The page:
Acton Institute Director of Research Samuel Gregg has been busy on the interview circuit over the past few days as news organizations look for intelligent analysis of Evangelii Gaudium, Pope Francis’ Apostolic Exhortation that that was released last week. On Monday, the Wall Street Journal called upon Gregg to provide his thoughts on the economic content in the exhortation on Opinion Journal Live; we’ve embedded the video below.
Good Monday morning to you! Acton’s Director of Research (and author of Tea Party Catholic) Samuel Gregg was called upon to provide analysis of ‘Evangelii Gaudium‘ on Bill Bennett’s Morning in America radio show. You can listen to the interview using the audio player below:
I also want to draw attention to the interviews conducted over the weekend with Acton President Rev. Robert A. Sirico that we posted on Saturday, just in case anyone is checking in after the long weekend and missed them. And of course don’t forget to check out Rev. Sirico’s video comments on ‘Evangelii Gaudium’ from last Wednesday if you haven’t had an opportunity to do so already.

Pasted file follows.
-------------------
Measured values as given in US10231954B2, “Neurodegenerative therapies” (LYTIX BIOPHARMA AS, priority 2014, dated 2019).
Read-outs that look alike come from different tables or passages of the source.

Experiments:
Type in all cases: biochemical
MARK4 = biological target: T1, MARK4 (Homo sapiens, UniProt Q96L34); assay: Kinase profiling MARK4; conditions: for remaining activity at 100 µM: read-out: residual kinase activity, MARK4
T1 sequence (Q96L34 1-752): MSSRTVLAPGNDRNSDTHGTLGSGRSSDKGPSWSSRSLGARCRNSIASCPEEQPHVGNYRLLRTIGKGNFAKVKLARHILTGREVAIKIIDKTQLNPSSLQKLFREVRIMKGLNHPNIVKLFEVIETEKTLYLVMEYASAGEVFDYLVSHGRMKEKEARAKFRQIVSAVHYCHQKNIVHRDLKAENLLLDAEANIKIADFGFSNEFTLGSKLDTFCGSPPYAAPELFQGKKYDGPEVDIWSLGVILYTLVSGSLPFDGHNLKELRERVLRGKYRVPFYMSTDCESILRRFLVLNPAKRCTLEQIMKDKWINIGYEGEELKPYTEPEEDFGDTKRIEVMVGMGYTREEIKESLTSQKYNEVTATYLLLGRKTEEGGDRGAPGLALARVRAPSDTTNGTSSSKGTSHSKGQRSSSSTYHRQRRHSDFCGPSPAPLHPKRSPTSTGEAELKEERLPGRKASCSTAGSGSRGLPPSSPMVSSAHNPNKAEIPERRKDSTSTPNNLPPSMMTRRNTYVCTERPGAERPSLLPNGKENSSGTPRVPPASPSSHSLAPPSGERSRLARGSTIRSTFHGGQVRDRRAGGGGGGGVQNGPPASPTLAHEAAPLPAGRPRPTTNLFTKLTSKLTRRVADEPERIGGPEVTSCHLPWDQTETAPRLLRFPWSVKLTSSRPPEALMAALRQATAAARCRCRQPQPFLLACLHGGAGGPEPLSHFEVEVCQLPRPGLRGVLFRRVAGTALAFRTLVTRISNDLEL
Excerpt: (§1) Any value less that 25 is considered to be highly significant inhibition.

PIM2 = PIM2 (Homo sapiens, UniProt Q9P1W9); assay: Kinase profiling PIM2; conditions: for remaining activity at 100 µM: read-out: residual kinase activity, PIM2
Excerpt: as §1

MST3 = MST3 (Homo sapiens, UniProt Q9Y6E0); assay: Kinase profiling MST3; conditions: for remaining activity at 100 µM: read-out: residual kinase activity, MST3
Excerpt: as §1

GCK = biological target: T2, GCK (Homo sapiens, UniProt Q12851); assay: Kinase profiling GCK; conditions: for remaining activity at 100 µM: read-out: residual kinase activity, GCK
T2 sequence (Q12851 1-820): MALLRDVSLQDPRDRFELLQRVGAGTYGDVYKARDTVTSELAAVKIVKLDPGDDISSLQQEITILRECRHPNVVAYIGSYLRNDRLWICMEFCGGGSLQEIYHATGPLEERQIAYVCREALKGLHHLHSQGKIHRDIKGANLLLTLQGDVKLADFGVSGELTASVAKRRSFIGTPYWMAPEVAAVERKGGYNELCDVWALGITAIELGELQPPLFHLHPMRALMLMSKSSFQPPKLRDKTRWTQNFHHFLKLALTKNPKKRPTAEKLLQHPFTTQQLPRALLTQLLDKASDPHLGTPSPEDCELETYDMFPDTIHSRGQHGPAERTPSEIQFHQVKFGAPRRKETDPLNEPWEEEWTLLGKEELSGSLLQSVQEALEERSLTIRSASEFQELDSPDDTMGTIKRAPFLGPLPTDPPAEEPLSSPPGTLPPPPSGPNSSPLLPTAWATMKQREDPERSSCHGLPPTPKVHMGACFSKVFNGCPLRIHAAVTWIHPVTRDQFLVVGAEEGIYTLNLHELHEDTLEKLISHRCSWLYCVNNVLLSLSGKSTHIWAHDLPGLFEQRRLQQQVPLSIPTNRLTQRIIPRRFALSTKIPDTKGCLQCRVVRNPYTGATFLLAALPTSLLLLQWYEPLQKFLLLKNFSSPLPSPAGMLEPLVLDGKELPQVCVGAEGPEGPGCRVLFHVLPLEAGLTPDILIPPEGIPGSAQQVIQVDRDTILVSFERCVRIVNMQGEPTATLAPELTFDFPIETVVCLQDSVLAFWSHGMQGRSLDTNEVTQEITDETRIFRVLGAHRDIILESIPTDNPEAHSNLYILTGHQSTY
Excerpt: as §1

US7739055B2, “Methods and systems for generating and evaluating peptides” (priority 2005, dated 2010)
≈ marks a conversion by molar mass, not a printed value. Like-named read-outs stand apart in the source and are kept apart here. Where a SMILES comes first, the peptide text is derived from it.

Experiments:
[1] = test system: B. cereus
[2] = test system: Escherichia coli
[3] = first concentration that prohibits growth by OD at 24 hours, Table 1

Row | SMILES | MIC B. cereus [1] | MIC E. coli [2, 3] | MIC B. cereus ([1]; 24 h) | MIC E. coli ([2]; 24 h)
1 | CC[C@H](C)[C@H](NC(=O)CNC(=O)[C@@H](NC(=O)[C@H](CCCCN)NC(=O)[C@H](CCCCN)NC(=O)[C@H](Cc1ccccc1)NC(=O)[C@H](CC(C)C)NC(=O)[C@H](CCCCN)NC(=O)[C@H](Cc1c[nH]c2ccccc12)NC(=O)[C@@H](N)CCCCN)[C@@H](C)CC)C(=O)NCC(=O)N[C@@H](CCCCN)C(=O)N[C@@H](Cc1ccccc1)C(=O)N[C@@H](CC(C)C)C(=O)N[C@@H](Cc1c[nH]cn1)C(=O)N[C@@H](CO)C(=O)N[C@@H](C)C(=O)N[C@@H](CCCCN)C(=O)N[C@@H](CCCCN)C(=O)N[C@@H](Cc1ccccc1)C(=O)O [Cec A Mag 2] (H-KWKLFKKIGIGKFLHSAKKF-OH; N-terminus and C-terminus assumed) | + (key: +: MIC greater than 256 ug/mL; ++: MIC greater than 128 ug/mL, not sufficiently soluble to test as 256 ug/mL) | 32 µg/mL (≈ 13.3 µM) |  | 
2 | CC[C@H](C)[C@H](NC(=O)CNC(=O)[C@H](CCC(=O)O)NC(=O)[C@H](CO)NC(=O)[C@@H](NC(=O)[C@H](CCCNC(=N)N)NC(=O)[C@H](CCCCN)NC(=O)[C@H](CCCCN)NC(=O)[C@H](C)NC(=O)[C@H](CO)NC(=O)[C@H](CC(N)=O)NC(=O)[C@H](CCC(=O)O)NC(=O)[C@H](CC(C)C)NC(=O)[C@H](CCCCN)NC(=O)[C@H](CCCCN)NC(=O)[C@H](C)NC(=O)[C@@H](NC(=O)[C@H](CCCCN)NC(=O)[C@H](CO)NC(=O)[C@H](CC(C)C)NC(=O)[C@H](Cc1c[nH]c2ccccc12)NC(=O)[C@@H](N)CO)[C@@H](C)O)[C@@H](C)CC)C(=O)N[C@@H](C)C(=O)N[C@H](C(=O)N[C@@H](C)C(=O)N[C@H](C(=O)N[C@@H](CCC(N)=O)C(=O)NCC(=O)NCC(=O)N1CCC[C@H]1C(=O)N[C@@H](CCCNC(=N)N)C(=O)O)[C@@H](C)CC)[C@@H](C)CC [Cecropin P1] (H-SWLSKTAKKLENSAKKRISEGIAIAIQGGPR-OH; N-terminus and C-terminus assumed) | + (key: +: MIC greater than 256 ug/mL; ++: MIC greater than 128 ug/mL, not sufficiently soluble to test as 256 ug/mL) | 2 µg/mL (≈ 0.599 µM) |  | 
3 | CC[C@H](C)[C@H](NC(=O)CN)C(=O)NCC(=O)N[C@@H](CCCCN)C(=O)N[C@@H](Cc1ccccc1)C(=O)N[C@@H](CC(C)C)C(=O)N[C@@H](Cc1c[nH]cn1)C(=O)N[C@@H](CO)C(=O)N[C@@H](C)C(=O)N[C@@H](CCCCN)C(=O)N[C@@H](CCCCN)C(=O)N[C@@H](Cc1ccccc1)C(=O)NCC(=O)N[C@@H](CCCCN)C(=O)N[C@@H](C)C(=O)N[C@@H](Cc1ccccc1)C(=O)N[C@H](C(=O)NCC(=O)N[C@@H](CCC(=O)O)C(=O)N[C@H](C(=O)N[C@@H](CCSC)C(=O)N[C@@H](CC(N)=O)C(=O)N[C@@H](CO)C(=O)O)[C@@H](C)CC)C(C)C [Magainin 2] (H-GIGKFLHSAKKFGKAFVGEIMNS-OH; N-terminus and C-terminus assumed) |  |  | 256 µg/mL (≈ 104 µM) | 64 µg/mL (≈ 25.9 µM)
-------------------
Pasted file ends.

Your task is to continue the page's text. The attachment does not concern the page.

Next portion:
George J Marlin, Catholic author and editor, recently reviewed Samuel Gregg’s latest book, Tea Party Catholic at The Catholic Thing. He begins by saying that he knows many members of the Tea Party who are religious, but “because they do not have a consistent public philosophy that serves as the foundation of their civic activism,” they tend to “go off half-cocked and in different directions.” However, he is confident that Tea Party Catholic will “help fill this void:”
Gregg, an heir to the Michael Novak school of democratic capitalism, believes that Catholic economic and social thought has made an important contribution to “the shaping and uplifting of American life and culture.” He further argues that the Church’s “robust commitment to religious liberty. . .is quite applicable to the development of a morally ‘thick’ case for free economy and limiting the government’s economic role.”
Tea Party Catholic spells out the Catholic vision for personal and economic liberty and how “prudential application of the principles of Catholic social teaching can help alleviate the needs of the materially least among us” and help people flourish in society. (more…)